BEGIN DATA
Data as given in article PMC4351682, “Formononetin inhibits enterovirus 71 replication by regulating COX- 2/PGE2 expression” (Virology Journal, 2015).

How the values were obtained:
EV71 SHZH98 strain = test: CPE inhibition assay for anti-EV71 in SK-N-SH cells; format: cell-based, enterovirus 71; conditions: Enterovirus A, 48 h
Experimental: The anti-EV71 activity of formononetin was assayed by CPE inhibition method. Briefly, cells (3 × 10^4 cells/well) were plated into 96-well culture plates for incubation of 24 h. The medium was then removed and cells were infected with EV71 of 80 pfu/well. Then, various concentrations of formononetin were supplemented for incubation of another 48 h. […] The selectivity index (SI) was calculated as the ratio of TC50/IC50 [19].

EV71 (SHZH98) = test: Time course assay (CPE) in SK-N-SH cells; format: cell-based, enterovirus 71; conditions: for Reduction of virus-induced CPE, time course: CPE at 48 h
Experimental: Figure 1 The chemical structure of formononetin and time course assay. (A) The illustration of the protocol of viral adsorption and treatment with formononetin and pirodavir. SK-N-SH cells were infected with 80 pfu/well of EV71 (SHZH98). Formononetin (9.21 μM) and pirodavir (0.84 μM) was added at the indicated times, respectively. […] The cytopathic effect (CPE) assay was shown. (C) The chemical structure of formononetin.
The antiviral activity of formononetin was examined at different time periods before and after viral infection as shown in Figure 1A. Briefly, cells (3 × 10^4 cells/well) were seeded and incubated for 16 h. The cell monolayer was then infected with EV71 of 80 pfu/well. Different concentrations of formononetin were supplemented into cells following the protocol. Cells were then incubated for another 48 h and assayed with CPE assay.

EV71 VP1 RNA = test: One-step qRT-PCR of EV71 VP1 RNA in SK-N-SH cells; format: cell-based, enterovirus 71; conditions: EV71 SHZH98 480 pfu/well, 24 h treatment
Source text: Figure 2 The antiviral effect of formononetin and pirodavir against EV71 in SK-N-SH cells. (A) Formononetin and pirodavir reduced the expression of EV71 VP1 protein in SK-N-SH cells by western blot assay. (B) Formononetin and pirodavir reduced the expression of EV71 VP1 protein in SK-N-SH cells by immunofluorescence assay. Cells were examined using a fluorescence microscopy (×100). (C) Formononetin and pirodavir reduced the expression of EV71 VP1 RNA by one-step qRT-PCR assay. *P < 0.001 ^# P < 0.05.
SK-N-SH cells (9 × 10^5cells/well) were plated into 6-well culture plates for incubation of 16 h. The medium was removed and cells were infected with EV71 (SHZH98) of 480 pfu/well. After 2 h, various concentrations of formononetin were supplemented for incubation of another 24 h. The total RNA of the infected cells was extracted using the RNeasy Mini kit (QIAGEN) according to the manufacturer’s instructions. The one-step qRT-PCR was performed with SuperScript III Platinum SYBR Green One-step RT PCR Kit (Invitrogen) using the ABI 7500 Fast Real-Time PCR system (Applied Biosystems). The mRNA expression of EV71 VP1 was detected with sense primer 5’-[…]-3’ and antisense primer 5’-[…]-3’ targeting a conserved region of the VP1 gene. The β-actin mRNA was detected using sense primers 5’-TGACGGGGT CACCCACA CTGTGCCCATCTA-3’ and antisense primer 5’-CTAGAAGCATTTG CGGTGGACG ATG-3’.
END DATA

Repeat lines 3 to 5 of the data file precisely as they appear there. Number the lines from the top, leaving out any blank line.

EV71 SHZH98 strain = test: CPE inhibition assay for anti-EV71 in SK-N-SH cells; format: cell-based, enterovirus 71; conditions: Enterovirus A, 48 h
Experimental: The anti-EV71 activity of formononetin was assayed by CPE inhibition method. Briefly, cells (3 × 10^4 cells/well) were plated into 96-well culture plates for incubation of 24 h. The medium was then removed and cells were infected with EV71 of 80 pfu/well. Then, various concentrations of formononetin were supplemented for incubation of another 48 h. […] The selectivity index (SI) was calculated as the ratio of TC50/IC50 [19].

EV71 (SHZH98) = test: Time course assay (CPE) in SK-N-SH cells; format: cell-based, enterovirus 71; conditions: for Reduction of virus-induced CPE, time course: CPE at 48 h